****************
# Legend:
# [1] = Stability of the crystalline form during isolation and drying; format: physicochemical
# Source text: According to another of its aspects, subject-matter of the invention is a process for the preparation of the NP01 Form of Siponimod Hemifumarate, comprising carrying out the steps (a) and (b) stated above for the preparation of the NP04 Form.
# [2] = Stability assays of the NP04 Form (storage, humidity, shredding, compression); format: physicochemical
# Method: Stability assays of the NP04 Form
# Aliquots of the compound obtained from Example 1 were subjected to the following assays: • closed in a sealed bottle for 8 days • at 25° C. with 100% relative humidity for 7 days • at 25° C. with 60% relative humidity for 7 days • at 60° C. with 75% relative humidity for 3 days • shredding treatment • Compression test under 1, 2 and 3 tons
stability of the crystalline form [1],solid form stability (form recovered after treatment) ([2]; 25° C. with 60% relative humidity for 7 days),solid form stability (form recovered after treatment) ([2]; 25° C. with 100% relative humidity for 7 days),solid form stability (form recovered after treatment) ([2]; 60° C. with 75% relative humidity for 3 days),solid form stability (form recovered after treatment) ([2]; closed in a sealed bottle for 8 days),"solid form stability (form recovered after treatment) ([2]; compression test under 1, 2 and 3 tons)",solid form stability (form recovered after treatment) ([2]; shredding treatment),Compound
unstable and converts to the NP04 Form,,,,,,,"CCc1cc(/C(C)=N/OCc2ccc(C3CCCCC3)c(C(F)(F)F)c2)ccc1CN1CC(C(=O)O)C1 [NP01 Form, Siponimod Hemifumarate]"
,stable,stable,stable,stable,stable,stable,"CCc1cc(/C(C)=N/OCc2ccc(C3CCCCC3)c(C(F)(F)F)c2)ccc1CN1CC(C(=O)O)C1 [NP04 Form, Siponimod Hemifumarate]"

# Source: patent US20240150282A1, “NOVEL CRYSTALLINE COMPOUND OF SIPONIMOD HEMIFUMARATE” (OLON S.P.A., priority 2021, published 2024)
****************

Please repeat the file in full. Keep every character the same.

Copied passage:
# Legend:
# [1] = Stability of the crystalline form during isolation and drying; format: physicochemical
# Source text: According to another of its aspects, subject-matter of the invention is a process for the preparation of the NP01 Form of Siponimod Hemifumarate, comprising carrying out the steps (a) and (b) stated above for the preparation of the NP04 Form.
# [2] = Stability assays of the NP04 Form (storage, humidity, shredding, compression); format: physicochemical
# Method: Stability assays of the NP04 Form
# Aliquots of the compound obtained from Example 1 were subjected to the following assays: • closed in a sealed bottle for 8 days • at 25° C. with 100% relative humidity for 7 days • at 25° C. with 60% relative humidity for 7 days • at 60° C. with 75% relative humidity for 3 days • shredding treatment • Compression test under 1, 2 and 3 tons
stability of the crystalline form [1],solid form stability (form recovered after treatment) ([2]; 25° C. with 60% relative humidity for 7 days),solid form stability (form recovered after treatment) ([2]; 25° C. with 100% relative humidity for 7 days),solid form stability (form recovered after treatment) ([2]; 60° C. with 75% relative humidity for 3 days),solid form stability (form recovered after treatment) ([2]; closed in a sealed bottle for 8 days),"solid form stability (form recovered after treatment) ([2]; compression test under 1, 2 and 3 tons)",solid form stability (form recovered after treatment) ([2]; shredding treatment),Compound
unstable and converts to the NP04 Form,,,,,,,"CCc1cc(/C(C)=N/OCc2ccc(C3CCCCC3)c(C(F)(F)F)c2)ccc1CN1CC(C(=O)O)C1 [NP01 Form, Siponimod Hemifumarate]"
,stable,stable,stable,stable,stable,stable,"CCc1cc(/C(C)=N/OCc2ccc(C3CCCCC3)c(C(F)(F)F)c2)ccc1CN1CC(C(=O)O)C1 [NP04 Form, Siponimod Hemifumarate]"

# Source: patent US20240150282A1, “NOVEL CRYSTALLINE COMPOUND OF SIPONIMOD HEMIFUMARATE” (OLON S.P.A., priority 2021, published 2024)